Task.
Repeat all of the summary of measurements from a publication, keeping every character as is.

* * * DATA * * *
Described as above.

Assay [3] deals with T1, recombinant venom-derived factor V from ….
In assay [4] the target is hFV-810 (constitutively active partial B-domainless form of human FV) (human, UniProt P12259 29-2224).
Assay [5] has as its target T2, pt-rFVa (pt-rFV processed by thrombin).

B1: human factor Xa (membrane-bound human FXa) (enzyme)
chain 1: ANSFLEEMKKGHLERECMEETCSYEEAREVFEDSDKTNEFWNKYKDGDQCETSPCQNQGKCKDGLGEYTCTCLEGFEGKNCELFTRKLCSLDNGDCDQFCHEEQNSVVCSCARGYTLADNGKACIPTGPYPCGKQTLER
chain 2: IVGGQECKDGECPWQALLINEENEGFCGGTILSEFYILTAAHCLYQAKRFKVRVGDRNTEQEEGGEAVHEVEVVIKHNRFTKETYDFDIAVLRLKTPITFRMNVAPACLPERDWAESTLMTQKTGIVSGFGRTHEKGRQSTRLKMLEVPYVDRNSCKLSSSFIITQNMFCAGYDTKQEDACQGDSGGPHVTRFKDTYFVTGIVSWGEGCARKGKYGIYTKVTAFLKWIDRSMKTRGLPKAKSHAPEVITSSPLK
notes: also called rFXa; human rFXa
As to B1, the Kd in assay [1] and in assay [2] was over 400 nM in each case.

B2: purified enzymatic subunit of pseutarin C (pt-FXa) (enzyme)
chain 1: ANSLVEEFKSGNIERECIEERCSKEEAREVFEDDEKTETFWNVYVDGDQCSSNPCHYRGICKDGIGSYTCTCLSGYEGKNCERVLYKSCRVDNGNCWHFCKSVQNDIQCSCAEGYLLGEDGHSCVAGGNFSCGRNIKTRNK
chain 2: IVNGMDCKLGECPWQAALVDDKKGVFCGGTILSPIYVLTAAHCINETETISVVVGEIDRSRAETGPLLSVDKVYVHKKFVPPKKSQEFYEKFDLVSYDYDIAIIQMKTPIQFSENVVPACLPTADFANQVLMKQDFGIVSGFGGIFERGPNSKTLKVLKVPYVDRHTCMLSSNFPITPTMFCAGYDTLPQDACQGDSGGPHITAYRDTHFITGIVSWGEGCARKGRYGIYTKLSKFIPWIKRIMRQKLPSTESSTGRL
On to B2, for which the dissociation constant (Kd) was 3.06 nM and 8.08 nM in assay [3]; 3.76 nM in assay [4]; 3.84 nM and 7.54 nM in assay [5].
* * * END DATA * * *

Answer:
Described as above.

Assay [3] deals with T1, recombinant venom-derived factor V from ….
In assay [4] the target is hFV-810 (constitutively active partial B-domainless form of human FV) (human, UniProt P12259 29-2224).
Assay [5] has as its target T2, pt-rFVa (pt-rFV processed by thrombin).

B1: human factor Xa (membrane-bound human FXa) (enzyme)
chain 1: ANSFLEEMKKGHLERECMEETCSYEEAREVFEDSDKTNEFWNKYKDGDQCETSPCQNQGKCKDGLGEYTCTCLEGFEGKNCELFTRKLCSLDNGDCDQFCHEEQNSVVCSCARGYTLADNGKACIPTGPYPCGKQTLER
chain 2: IVGGQECKDGECPWQALLINEENEGFCGGTILSEFYILTAAHCLYQAKRFKVRVGDRNTEQEEGGEAVHEVEVVIKHNRFTKETYDFDIAVLRLKTPITFRMNVAPACLPERDWAESTLMTQKTGIVSGFGRTHEKGRQSTRLKMLEVPYVDRNSCKLSSSFIITQNMFCAGYDTKQEDACQGDSGGPHVTRFKDTYFVTGIVSWGEGCARKGKYGIYTKVTAFLKWIDRSMKTRGLPKAKSHAPEVITSSPLK
notes: also called rFXa; human rFXa
As to B1, the Kd in assay [1] and in assay [2] was over 400 nM in each case.

B2: purified enzymatic subunit of pseutarin C (pt-FXa) (enzyme)
chain 1: ANSLVEEFKSGNIERECIEERCSKEEAREVFEDDEKTETFWNVYVDGDQCSSNPCHYRGICKDGIGSYTCTCLSGYEGKNCERVLYKSCRVDNGNCWHFCKSVQNDIQCSCAEGYLLGEDGHSCVAGGNFSCGRNIKTRNK
chain 2: IVNGMDCKLGECPWQAALVDDKKGVFCGGTILSPIYVLTAAHCINETETISVVVGEIDRSRAETGPLLSVDKVYVHKKFVPPKKSQEFYEKFDLVSYDYDIAIIQMKTPIQFSENVVPACLPTADFANQVLMKQDFGIVSGFGGIFERGPNSKTLKVLKVPYVDRHTCMLSSNFPITPTMFCAGYDTLPQDACQGDSGGPHITAYRDTHFITGIVSWGEGCARKGRYGIYTKLSKFIPWIKRIMRQKLPSTESSTGRL
On to B2, for which the dissociation constant (Kd) was 3.06 nM and 8.08 nM in assay [3]; 3.76 nM in assay [4]; 3.84 nM and 7.54 nM in assay [5].